I was working in a University Counseling Center about five years ago when I realized how helpful online psychotherapy could be. Several of my therapy clients were graduating college before they were really ready to graduate from therapy. I wished that I could continue working with them, but most were leaving the area. Moves create an arbitrary end to therapy. I realized this wasn’t just affecting my clients. Data from the US Census Bureau suggests that the average American will move about 11 times. Starting over with a new therapist can be hard. It can be so hard that many clients simply won’t do it, even when they really need to. Online psychotherapy makes the therapist portable.
I watched as the demand for online psychotherapy grew so rapidly that legislative and professional bodies had to race to play catch up. Just five years later, not only are there legal and ethical guidelines about the provision of online services, many states are now pushing insurance companies to provide reimbursement for a variety of online services, including psychotherapy. As people have grown increasingly comfortable connecting online, industries are evolving to meet the consumer demands.
Last year I tried online psychotherapy for myself. As a psychologist, I’m just a little bit picky (okay, alot picky) about about my psychotherapy. Great therapy is about fit. The therapist should be extremely competent in the client’s specific needs and there must be a good connection between therapist and client. I realized quickly how limiting geography would be for me. Many of the best psychologists in my area were colleagues and friends, which meant that they couldn’t also be my therapist.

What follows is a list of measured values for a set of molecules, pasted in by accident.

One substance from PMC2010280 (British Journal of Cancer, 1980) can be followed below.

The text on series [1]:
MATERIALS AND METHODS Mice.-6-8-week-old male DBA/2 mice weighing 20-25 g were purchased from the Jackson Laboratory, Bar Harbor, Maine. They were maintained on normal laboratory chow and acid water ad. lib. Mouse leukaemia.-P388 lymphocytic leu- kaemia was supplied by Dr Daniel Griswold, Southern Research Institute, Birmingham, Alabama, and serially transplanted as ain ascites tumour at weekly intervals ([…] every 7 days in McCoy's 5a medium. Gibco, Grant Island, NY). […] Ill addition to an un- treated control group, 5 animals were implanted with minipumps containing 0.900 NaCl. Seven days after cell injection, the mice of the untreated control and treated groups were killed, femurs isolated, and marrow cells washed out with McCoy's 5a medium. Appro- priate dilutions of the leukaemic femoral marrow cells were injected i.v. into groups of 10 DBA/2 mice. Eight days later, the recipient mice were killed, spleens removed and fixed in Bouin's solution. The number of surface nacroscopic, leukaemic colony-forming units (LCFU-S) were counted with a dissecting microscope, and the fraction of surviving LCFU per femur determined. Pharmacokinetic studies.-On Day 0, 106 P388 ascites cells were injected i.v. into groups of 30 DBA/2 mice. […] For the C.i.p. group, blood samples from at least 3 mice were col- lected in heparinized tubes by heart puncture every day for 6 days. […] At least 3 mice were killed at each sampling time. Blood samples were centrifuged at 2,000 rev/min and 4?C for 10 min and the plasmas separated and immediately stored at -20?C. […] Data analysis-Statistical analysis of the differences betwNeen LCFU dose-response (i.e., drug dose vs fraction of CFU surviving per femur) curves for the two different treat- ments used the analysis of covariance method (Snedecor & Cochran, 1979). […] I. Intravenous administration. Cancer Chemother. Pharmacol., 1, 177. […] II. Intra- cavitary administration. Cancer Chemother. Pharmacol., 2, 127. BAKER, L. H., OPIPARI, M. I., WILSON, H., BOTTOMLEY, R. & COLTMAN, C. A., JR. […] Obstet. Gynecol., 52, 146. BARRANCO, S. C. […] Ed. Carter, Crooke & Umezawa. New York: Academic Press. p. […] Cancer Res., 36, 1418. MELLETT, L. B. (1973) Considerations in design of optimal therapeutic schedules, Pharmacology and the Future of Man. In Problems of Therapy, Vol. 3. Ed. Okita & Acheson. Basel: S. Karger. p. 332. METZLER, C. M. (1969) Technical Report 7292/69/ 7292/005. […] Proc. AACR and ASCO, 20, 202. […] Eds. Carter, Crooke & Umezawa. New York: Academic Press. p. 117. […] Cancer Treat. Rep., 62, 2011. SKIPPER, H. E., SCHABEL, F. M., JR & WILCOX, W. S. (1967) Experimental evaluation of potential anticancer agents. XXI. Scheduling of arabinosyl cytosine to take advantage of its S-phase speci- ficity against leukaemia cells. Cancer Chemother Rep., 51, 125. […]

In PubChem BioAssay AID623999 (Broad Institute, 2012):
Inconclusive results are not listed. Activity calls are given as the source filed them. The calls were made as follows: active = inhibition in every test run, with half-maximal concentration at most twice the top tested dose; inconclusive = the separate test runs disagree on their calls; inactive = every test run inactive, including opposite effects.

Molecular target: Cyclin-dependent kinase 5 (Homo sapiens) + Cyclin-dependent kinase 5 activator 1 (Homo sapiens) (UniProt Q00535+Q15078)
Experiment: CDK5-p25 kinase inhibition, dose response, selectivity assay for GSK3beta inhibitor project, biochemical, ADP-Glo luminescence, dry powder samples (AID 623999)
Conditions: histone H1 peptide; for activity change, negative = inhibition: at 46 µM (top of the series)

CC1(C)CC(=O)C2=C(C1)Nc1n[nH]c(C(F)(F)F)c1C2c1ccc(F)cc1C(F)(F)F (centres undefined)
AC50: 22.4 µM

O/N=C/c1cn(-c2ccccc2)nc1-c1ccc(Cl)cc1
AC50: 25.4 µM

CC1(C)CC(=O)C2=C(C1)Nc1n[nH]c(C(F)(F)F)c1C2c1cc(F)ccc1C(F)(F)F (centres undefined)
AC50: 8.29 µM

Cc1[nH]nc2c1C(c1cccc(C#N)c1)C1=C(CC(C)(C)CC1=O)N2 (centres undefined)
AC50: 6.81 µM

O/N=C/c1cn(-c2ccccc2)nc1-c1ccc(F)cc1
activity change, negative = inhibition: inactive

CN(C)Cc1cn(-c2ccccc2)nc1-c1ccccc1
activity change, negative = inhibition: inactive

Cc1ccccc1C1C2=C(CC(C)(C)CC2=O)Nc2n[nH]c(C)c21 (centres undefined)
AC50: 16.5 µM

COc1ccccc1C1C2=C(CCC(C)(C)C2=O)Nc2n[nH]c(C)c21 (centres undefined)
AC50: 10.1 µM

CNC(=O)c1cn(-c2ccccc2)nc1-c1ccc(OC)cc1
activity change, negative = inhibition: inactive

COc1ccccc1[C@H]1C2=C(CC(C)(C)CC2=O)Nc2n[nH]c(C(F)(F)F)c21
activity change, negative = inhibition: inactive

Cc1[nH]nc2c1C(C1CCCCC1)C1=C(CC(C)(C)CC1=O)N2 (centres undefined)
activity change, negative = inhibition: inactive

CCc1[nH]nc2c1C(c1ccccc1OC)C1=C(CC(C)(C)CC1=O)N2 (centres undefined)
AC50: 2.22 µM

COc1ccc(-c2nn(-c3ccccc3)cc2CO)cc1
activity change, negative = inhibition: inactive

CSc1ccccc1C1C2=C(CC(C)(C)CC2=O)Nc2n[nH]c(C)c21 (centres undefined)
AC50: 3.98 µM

I kept hearing about a particularly good psychologist who worked a bit too far for me to commute. His name came up over and over again. Finally, I called and asked if he would be willing to do therapy online. To my great benefit, he agreed.
My friends and colleagues were right, his skill and style were a particularly good fit for me. But, to my surprise, so was the the mode of therapy. I never arrived to therapy frazzled by a frustrating commute. I had the time to spend a few minutes before sessions mentally preparing or jotting down some thoughts. I enjoyed sessions from the comfort of my own home and with my trusty dog by my side. I even found that the “distance” of working together online made it a bit easier for me to open up more quickly.
This may not be everyone’s experience, but it was such a positive and powerful one for me that I decided it was finally time to offer it to others. If you are interested in pursuing online psychotherapy, you can set up an appointment with me at https://itherapy.com/counselor/dr-amber-lyda/
Remember that good therapy is about fit. I encourage you to read more about me and also about others local to your area or online.
Our first session will be an assessment. Think of it as a mental health check up. I’ll ask lots of questions to get a good sense of who you are and how you might be helped. I’ll offer recommendations for treatment. They may be with me, or in cases where others would be a better fit, I promise to share that recommendation as well. The first session is not a commitment to therapy. You can choose to proceed or not. It is an opportunity to learn more about yourself and about the process. Each day is a new chance to invest in your best self.
From my childhood on, I had emotionally abusive parents (parents who abused me by justifying why my maternal grandmother hates me to the core). Hatred to the core was my grandmother’s only feelings towards me. She could care less if I (her merely despised granddaughter) experience the worst including murder.